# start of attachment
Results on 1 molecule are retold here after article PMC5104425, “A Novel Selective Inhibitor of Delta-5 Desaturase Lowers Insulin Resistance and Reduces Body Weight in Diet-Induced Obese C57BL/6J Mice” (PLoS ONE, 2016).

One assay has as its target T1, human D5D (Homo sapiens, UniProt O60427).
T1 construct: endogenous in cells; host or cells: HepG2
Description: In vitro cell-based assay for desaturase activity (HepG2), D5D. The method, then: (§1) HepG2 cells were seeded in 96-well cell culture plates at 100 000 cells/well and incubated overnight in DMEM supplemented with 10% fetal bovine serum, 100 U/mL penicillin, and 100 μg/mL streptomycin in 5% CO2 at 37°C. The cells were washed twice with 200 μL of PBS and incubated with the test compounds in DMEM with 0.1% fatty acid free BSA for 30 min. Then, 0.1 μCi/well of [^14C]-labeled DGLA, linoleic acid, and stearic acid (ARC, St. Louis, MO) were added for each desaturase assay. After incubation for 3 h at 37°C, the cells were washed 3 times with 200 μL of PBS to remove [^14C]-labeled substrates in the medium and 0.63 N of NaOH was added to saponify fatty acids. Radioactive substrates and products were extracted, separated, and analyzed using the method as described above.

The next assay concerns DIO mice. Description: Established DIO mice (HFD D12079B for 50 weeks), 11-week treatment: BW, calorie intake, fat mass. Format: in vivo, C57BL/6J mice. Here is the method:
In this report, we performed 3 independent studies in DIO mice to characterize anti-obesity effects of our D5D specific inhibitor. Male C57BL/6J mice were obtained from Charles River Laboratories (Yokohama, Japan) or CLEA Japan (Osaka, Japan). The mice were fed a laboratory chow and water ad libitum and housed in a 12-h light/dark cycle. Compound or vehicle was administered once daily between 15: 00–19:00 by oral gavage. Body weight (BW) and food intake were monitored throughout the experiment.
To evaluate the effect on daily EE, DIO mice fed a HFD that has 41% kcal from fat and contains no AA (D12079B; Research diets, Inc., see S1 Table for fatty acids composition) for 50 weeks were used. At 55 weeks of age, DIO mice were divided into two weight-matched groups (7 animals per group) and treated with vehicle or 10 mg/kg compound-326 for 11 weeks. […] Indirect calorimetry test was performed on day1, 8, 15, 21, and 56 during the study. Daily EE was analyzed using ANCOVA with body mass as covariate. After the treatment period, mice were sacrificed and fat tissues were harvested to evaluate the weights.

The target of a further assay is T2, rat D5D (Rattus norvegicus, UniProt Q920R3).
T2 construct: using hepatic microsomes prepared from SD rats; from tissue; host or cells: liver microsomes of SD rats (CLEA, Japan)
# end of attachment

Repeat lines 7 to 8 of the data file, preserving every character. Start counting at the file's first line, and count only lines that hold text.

To evaluate the effect on daily EE, DIO mice fed a HFD that has 41% kcal from fat and contains no AA (D12079B; Research diets, Inc., see S1 Table for fatty acids composition) for 50 weeks were used. At 55 weeks of age, DIO mice were divided into two weight-matched groups (7 animals per group) and treated with vehicle or 10 mg/kg compound-326 for 11 weeks. […] Indirect calorimetry test was performed on day1, 8, 15, 21, and 56 during the study. Daily EE was analyzed using ANCOVA with body mass as covariate. After the treatment period, mice were sacrificed and fat tissues were harvested to evaluate the weights.

The target of a further assay is T2, rat D5D (Rattus norvegicus, UniProt Q920R3).